Last time I tried to analyze Richard’s argument in ch. 22 that his view preserves monotheism. This time, I critically evaluate the argument. Is it sound?
It goes like this:
- There can be at most one omnipotent being. (premise)
- No being can have more than one token of any property. (premise)
- At most one token of omnipotence can exist. (2,3)
- Any token of omnipotence is the same as any token of divinity. (divine simplicity)
- At most one token of divinity can exist. (3,4)
- No token property can be had by more than one being. (premise)
- There is at most one God. (5,6)
What shall we make of this argument? Why believe premise 1? Richard says,
…if it is agreed that omnipotence can do everything, it will be able to carry out with ease what any other power would not be able to do. For this reason it is clear that only one omnipotence can exist. (ch. 22, p. 394)
I have a couple of problems with this. First, we ought not think of divine power as the ability to do anything. God can’t lie, or torture innocent kittens merely for the fun of it. But maybe “everything” can be restricted in some way. Let’s suppose Richard is assuming that “everything” doesn’t include what is contradictory or intrinsically wrong.
What, then is he thinking? Richard thinks it obviously true that if a being is omnipotent, then for any other being, whatever this other being can’t do, the omnipotent one can do. Now, suppose there were two omnipotent beings – call them Lenny and Squiggy. By the above principle, it must be true of Lenny, that whatever Squiggy can’t do, Lenny can. But, there is nothing Squiggy can’t do – he too is omnipotent. Richard thinks this scenario is incoherent. But why? I suspect that medieval logic may be to blame here, but I’ll take another stab at what he might be thinking.
If any being is omnipotent, or unlimited in power, then necessarily, there is no more powerful being. It seems one could be omnipotent and be the only real being – just imagine an all-powerful Lenny, alone in reality. But if there are other beings, and one is omnipotent, none of them will be more powerful than you. So add Squiggy to the picture – it logically follows, from Lenny’s omnipotence, that Squiggy isn’t more powerful than Lenny. But we can’t infer that Squiggy is limited in power – for all we’ve said, he might also be omnipotent. So it seems that there’s nothing incoherent about there being two omnipotent beings – at least, Richard has done nothing to establish this.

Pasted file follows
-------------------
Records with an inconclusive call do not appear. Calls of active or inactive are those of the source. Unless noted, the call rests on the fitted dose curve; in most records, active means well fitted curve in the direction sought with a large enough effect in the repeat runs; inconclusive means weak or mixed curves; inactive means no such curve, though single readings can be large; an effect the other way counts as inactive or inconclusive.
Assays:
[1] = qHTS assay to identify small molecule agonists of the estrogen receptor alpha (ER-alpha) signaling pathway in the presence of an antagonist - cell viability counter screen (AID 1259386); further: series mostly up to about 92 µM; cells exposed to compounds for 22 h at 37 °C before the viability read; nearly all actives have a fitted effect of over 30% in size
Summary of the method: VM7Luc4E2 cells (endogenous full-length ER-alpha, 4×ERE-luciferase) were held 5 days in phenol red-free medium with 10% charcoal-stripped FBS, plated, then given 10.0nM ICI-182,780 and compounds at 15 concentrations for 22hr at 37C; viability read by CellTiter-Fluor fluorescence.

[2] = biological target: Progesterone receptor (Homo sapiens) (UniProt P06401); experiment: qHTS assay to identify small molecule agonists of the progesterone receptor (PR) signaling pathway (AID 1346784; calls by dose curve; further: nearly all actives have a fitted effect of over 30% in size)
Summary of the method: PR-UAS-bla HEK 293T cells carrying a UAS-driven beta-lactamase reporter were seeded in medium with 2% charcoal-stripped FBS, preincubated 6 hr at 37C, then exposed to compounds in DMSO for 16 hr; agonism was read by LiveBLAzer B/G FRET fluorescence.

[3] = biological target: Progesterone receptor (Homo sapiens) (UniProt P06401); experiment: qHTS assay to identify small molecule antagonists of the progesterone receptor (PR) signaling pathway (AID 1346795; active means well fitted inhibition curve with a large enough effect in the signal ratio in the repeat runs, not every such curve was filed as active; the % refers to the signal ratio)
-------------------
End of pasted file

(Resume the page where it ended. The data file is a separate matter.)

We shouldn’t build into the definition of “omnipotent” than there actually are other beings, whose power is surpassed.
One might think that more than one omnipotent being is impossible for other reasons. One might worry about multiple omnipotent beings possibly thwarting one another. Richard Swinburne argues that there could be multiple omnipotent beings who necessarily never clash in their choices and actions.
In any case, I think Richard of St. Victor’s argument falters at premise 1.
Does it have any other problems? Various metaphysicians would deny either 2 or 6, for various reasons.
Many philosophers, like me, do not affirm 4. To be divine, and to be omnipotent, are two different ways of being, or if you like two different properties. While it is conceivable that there could be a being which satisfies the concepts or terms “omnipotent” and “divine” because of one and the same aspect of itself, I think most theistic philosophers have committments that rule this out. That is, most theistic philosophers hold views about God that imply the falsity of the traditional simplicity doctrine. For instance, they think of God as having multiple properties, and as having non-essential ones. And many of us have grave doubts about the ultimate consistency of the divine simplicity thesis. Look at what Richard says near the end of ch. 22:
…like omnipotence, there can be only one divine essence. Not only is what each person is completely the same; but each one is what each other is. And so, supreme simplicity is in each; true and supreme unity is in all together; and marvelous identity is everywhere if you pay attention well. (ch. 22, p. 395)
It’s hard to know what to make of all this talk of identity or sameness. It would be incoherent for Richard to assert that each person is numerically the same as the others, for (1) he holds them to differ, e.g. in origin, and (2) he is clearly thinking of them as many – and yet as in some sense a unity. It’s clear that he thinks there’s only one token of omnipotence, and of deity between them. It would seem to follow that they are numerically one (at least, if we accept 6 above). But he can’t be saying that. Really, the resulting image is a big blur, however marvellous it may be.
If I’m right that he trying to assuage a concern about monotheism in this part of the book, he doesn’t get very far.